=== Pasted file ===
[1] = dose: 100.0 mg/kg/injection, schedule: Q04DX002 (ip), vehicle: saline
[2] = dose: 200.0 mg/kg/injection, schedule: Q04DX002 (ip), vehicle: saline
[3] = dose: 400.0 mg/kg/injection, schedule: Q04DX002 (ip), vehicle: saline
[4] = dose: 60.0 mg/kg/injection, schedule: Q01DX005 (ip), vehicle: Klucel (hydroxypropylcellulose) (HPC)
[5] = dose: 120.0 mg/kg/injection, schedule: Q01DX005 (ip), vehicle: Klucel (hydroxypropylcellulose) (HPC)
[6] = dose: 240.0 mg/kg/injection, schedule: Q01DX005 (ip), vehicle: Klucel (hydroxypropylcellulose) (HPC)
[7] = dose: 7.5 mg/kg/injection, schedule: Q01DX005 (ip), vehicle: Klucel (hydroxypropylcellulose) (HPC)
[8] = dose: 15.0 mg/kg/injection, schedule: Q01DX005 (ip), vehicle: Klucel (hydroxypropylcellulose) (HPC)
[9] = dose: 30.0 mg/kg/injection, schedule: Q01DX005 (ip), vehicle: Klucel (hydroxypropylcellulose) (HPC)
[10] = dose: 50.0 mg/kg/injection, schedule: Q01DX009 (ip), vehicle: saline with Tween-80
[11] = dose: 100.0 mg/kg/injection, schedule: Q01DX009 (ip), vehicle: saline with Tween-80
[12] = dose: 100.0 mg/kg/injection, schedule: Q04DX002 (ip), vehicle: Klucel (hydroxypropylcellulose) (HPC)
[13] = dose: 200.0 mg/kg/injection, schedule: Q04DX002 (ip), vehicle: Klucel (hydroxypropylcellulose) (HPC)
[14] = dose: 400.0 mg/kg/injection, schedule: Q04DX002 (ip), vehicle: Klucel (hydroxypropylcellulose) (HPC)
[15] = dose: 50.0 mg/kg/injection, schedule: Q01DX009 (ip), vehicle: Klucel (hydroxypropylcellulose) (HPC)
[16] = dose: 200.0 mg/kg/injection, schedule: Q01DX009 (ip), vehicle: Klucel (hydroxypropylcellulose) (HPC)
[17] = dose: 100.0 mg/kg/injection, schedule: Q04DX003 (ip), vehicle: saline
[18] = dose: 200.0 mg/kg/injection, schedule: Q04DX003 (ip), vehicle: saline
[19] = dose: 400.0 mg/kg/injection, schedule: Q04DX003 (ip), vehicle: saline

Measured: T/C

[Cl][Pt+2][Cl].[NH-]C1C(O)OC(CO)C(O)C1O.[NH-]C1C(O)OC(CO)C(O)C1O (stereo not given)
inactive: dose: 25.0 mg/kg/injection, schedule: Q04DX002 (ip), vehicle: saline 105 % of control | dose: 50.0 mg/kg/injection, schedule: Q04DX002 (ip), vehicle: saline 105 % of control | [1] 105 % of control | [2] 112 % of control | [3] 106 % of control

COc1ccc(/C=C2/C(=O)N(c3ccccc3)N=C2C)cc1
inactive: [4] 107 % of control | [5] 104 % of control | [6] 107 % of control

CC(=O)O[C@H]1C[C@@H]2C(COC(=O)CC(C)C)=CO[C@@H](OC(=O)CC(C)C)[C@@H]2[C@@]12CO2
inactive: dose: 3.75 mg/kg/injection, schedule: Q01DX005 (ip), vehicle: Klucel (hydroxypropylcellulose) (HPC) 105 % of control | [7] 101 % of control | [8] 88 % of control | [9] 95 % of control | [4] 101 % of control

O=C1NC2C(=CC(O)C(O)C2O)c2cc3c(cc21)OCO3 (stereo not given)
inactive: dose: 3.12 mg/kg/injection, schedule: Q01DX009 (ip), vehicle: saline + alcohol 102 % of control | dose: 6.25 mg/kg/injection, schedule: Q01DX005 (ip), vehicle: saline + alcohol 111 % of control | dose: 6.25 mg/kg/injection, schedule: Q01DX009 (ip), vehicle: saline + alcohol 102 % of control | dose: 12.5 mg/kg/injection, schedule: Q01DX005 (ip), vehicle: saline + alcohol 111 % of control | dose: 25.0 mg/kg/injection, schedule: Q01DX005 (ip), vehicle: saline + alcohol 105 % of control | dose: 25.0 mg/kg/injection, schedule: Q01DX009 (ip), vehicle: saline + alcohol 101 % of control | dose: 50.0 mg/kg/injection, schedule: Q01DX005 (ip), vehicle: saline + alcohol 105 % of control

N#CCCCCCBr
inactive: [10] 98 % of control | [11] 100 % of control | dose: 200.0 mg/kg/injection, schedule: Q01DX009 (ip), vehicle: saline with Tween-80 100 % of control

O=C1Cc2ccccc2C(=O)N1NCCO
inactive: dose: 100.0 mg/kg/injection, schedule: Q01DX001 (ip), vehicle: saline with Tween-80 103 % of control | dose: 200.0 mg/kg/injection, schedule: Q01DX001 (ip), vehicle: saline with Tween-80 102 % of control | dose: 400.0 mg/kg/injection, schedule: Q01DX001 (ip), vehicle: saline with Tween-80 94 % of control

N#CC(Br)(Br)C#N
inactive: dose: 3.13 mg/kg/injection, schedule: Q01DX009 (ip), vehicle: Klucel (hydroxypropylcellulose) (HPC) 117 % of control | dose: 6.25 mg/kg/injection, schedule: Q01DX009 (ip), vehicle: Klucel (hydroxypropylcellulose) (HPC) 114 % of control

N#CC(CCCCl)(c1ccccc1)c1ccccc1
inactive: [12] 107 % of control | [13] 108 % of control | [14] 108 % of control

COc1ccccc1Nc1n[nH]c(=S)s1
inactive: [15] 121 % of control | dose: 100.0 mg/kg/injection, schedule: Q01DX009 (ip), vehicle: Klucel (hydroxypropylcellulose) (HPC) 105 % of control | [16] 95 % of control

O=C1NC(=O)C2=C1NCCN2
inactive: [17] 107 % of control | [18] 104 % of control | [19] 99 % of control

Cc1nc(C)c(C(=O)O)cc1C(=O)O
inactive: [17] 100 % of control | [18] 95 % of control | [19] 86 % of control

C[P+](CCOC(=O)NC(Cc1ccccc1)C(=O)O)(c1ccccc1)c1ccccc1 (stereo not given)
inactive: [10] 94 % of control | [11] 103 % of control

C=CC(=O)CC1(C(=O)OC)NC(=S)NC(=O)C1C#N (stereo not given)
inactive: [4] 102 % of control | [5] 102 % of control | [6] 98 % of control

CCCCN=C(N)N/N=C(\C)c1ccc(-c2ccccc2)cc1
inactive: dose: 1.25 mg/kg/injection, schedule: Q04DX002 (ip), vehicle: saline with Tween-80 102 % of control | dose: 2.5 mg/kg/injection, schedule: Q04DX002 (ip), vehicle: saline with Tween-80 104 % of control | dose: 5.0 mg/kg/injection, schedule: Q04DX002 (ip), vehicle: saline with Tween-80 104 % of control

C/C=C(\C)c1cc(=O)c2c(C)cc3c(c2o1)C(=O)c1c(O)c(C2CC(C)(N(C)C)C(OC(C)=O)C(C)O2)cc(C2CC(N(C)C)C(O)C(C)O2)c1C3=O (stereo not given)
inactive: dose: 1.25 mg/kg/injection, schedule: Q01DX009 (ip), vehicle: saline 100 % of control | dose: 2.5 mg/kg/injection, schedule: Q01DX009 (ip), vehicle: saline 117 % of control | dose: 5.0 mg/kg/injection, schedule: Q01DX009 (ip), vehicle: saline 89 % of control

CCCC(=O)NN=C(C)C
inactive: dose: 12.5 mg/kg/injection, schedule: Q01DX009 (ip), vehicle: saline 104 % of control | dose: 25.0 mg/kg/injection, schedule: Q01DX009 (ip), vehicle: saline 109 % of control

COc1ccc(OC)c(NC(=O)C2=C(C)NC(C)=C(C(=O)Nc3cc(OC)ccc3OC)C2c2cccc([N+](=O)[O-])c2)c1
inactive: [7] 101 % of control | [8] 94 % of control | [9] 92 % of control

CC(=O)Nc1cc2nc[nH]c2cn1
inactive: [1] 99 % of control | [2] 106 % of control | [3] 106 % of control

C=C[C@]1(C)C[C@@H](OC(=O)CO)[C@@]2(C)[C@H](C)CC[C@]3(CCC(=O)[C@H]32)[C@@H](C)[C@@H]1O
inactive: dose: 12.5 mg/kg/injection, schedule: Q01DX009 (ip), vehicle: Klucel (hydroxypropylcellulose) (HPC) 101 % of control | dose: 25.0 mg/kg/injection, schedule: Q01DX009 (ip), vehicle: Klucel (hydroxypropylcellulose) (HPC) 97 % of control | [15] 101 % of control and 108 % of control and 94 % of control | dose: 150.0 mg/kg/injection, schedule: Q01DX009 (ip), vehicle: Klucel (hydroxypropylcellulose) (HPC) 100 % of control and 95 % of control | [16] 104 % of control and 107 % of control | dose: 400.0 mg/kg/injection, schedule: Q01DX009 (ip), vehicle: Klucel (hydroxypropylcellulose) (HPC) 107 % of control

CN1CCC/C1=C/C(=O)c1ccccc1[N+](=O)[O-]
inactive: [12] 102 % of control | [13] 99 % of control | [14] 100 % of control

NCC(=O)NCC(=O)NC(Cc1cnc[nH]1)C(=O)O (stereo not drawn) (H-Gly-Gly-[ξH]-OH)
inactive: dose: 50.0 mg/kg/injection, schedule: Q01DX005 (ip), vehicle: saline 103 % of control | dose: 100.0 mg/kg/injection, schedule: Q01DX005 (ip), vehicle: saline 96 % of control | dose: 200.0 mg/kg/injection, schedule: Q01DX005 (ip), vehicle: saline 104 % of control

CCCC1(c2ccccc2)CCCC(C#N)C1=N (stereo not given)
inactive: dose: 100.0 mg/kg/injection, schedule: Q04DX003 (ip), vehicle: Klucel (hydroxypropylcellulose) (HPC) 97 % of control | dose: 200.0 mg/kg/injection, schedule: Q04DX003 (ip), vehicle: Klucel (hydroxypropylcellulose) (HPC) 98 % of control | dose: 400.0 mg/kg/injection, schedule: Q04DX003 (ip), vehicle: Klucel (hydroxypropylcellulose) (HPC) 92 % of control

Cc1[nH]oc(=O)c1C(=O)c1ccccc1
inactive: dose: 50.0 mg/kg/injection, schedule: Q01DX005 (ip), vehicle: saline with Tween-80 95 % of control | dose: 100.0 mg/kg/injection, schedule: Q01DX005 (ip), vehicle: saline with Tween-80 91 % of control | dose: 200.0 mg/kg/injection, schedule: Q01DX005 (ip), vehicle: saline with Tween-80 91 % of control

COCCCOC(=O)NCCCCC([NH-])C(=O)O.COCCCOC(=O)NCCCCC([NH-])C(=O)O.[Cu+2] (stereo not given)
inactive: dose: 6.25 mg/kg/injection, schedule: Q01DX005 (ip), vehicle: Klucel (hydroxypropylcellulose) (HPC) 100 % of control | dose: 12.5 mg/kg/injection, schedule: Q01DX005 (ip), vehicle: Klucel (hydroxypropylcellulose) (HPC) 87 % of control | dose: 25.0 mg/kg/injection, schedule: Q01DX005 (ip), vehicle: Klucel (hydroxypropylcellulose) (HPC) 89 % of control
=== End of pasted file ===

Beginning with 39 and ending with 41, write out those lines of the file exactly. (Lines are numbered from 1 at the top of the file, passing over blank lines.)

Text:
O=C1NC(=O)C2=C1NCCN2
inactive: [17] 107 % of control | [18] 104 % of control | [19] 99 % of control

Cc1nc(C)c(C(=O)O)cc1C(=O)O